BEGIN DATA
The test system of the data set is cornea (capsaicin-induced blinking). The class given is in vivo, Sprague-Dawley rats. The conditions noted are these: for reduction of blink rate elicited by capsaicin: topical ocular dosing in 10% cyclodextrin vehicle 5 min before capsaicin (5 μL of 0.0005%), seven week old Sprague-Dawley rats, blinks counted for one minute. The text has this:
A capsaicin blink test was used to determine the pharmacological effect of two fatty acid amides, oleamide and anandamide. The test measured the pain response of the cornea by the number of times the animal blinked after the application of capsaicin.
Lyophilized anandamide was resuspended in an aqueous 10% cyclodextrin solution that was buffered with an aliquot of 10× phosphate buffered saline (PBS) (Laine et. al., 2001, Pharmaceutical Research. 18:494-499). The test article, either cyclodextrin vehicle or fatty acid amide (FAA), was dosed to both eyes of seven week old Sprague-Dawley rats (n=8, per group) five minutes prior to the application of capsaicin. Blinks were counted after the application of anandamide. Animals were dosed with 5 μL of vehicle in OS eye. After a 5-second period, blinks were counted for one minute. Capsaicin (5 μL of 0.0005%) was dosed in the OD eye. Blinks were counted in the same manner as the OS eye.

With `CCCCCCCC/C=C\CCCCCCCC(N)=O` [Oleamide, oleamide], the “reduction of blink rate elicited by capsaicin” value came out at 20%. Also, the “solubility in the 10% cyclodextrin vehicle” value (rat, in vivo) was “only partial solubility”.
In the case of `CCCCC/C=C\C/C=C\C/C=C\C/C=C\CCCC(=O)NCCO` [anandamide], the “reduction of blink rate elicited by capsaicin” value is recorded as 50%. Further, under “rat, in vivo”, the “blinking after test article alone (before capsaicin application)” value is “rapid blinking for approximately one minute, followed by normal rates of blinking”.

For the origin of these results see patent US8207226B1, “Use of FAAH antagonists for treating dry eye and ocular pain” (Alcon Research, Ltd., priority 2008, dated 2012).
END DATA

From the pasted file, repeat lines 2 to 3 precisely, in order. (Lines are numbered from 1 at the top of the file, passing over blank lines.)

A capsaicin blink test was used to determine the pharmacological effect of two fatty acid amides, oleamide and anandamide. The test measured the pain response of the cornea by the number of times the animal blinked after the application of capsaicin.
Lyophilized anandamide was resuspended in an aqueous 10% cyclodextrin solution that was buffered with an aliquot of 10× phosphate buffered saline (PBS) (Laine et. al., 2001, Pharmaceutical Research. 18:494-499). The test article, either cyclodextrin vehicle or fatty acid amide (FAA), was dosed to both eyes of seven week old Sprague-Dawley rats (n=8, per group) five minutes prior to the application of capsaicin. Blinks were counted after the application of anandamide. Animals were dosed with 5 μL of vehicle in OS eye. After a 5-second period, blinks were counted for one minute. Capsaicin (5 μL of 0.0005%) was dosed in the OD eye. Blinks were counted in the same manner as the OS eye.